Happy birthday … and thank you very much
Her favorite gift, however, was the man who came to serenade her for an hour – Elvis.
“She has, all her life, idolized Elvis Presley,” Debbie’s sister Darlene Lowery said, adding that Debbie had tickets to the Elvis concert in Rupp Arena that was cancelled when Presley passed away a week before the event. Since then, Darlene and others have wondered how to make up for that lost show.
Enter Elvis tribute artist Bill Kelly, who was invited to Debbie’s party by a mutual friend, Rick Smith, who drives the bus that takes her to adult day care in Lexington. Kelly told Smith he was booked most of Saturday, but he did have time for a late-morning matinee.
“It was a total surprise to her,” Darlene said of the visit and performance by “Elvis.”
It has not been an easy life for Debbie. She has cerebral palsy, has never walked, and has difficulty speaking – but she didn’t need to say anything Saturday. She spent much of the hour dancing in her wheelchair as Kelly sang to her, held her hand (“quite a grip she’s got there,” he said mid-song) and gently teased her for her enthusiasm.
“I want to be around when you win Powerball,” Kelly joked.
Kelly led Debbie and company in a sing-along of “Happy Birthday” and took requests. Before doing a four-song medley that included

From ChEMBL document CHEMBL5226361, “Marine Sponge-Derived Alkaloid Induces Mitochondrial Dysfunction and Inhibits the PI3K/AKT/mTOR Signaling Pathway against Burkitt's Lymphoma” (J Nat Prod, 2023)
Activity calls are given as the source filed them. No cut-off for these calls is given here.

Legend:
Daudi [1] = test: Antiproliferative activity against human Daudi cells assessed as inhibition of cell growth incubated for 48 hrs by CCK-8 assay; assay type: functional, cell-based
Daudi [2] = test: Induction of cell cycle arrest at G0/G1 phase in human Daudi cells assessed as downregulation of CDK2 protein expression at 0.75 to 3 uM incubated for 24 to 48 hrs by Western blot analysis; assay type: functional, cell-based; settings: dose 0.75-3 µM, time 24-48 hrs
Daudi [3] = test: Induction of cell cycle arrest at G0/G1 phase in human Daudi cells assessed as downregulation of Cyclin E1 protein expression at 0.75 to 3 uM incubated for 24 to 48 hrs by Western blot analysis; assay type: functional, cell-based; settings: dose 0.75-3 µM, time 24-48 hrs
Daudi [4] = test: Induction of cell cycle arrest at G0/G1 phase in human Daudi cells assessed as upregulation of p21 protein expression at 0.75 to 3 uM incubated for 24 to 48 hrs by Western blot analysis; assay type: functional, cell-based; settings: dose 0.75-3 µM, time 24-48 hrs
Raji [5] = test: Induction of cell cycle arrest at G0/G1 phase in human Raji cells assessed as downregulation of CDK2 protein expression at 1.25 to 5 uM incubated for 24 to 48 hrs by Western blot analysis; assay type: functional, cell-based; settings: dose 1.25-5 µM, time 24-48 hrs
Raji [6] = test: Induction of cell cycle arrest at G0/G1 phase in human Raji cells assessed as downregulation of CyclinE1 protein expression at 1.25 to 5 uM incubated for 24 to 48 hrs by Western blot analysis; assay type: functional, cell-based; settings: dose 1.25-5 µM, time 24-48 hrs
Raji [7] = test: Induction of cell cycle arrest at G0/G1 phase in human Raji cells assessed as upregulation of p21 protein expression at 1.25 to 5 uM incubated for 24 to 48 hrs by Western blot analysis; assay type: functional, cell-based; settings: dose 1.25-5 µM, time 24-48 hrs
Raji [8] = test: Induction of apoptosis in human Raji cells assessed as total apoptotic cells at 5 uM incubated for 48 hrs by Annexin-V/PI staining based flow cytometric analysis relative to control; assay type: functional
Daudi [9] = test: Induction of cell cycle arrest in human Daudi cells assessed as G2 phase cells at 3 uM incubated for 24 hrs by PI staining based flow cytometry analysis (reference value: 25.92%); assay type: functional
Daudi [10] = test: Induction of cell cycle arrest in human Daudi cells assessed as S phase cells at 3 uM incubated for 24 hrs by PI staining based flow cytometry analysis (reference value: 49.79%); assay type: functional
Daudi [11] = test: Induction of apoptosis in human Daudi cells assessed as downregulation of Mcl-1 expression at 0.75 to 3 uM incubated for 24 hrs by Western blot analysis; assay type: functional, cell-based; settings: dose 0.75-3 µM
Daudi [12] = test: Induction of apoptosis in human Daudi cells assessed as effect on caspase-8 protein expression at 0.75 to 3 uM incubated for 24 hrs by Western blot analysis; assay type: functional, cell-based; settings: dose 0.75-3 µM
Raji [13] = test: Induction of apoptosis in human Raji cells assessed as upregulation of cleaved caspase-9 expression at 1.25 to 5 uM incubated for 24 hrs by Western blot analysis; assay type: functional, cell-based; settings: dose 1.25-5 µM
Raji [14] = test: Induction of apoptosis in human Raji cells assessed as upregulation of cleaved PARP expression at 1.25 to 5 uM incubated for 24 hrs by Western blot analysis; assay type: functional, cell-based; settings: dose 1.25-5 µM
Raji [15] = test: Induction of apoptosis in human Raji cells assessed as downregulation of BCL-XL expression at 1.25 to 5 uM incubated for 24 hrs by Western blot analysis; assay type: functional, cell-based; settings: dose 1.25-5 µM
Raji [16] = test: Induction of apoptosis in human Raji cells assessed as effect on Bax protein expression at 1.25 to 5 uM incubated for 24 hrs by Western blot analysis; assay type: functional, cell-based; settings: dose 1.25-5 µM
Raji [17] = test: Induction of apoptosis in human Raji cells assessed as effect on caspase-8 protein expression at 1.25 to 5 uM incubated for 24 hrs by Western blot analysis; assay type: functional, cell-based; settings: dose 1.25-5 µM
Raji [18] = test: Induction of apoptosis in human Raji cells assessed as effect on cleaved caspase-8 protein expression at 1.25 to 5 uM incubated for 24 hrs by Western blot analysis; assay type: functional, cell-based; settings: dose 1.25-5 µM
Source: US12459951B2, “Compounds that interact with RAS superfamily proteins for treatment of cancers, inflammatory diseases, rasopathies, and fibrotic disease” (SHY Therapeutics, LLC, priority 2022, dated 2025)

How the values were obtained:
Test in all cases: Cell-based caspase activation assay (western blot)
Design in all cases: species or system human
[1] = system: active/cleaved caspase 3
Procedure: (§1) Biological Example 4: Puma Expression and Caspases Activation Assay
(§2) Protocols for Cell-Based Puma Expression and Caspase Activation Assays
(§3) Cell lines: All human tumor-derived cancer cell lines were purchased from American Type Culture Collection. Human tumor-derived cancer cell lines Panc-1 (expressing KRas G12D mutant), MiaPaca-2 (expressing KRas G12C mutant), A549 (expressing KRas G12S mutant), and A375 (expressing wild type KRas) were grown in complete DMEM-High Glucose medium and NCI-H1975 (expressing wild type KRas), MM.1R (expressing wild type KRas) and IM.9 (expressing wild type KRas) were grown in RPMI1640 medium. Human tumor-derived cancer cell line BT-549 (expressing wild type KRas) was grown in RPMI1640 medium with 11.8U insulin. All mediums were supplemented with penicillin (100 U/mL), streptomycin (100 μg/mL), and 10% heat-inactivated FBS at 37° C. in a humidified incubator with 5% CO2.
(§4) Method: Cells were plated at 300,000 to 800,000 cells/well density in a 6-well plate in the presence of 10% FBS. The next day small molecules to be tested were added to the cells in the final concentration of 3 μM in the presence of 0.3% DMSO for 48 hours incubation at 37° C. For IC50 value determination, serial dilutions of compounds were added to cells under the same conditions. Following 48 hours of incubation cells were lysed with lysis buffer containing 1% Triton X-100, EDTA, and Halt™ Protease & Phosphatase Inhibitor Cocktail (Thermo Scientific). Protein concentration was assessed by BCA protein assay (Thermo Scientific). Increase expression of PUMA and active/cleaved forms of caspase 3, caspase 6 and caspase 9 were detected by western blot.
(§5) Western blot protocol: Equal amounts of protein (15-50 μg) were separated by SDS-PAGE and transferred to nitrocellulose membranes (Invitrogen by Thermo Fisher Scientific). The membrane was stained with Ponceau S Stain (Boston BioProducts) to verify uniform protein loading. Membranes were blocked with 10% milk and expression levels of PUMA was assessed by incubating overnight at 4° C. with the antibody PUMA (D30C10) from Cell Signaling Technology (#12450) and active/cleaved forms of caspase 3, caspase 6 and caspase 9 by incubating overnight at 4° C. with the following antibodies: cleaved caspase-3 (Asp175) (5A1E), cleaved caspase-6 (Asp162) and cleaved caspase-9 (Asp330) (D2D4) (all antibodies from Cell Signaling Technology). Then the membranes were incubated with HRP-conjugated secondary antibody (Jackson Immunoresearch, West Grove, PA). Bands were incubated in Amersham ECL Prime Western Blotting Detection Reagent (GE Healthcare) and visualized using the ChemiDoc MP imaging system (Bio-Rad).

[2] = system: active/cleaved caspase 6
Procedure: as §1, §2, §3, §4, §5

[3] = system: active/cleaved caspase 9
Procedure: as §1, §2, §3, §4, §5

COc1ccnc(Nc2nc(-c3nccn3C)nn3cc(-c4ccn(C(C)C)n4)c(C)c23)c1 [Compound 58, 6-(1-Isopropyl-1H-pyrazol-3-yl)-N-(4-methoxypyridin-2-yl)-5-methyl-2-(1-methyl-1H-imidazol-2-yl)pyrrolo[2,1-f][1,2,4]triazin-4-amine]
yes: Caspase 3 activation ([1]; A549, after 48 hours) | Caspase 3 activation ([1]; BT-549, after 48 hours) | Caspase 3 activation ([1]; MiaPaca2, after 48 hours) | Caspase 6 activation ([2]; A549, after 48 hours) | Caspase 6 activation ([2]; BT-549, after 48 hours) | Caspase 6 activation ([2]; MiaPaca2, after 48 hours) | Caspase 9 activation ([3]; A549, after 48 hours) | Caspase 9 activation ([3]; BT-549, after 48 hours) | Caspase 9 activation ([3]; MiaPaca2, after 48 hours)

“Teddy Bear” – a favorite of Debbie’s – he told her, tongue-in-cheek, “I don’t want you to move. OK? Don’t shake. Don’t shimmy. It’s an old building; we don’t want to go through the floor.”
To the crowd’s delight, Debbie ignored Kelly’s instructions, chimed in on the words “teddy bear,” and the floor held firm.
“I loved it,” Debbie said after the birthday show. Asked why she loves Elvis so much, she said, “I just do.”
It was not a typical gig or occasion for the Central Kentucky-based Kelly, who’s been doing tributes to Elvis for 40 years and is headlining a two-day show with other Elvis impersonators this weekend in Georgetown.
“It was quite rewarding for me,” Kelly told the Sun. When told Debbie had said Saturday was her best birthday ever, he said, “Wow – that makes me feel even more special.”
Aside from Elvis, Debbie’s other loves are UK basketball and the adult day care facility she’s visited every weekday for more than two decades, save when she was (successfully) fighting cancer two years ago. Darlene says a nurse gave her sister the nickname “Cupcake” many years ago as a play on the “Little Debbie” snack foods and because, well, Debbie likes cupcakes.
At the end of the show, Smith gave Kelly a parting gift of his own: a large trophy with the words “America’s #1 Elvis Impersonator” from the WBEIA Society of America.
WBEIA stands for “We believe Elvis is alive.” Late Saturday morning at Margaret Hall Manor, he was alive and well indeed, as was the birthday girl he’d come to entertain.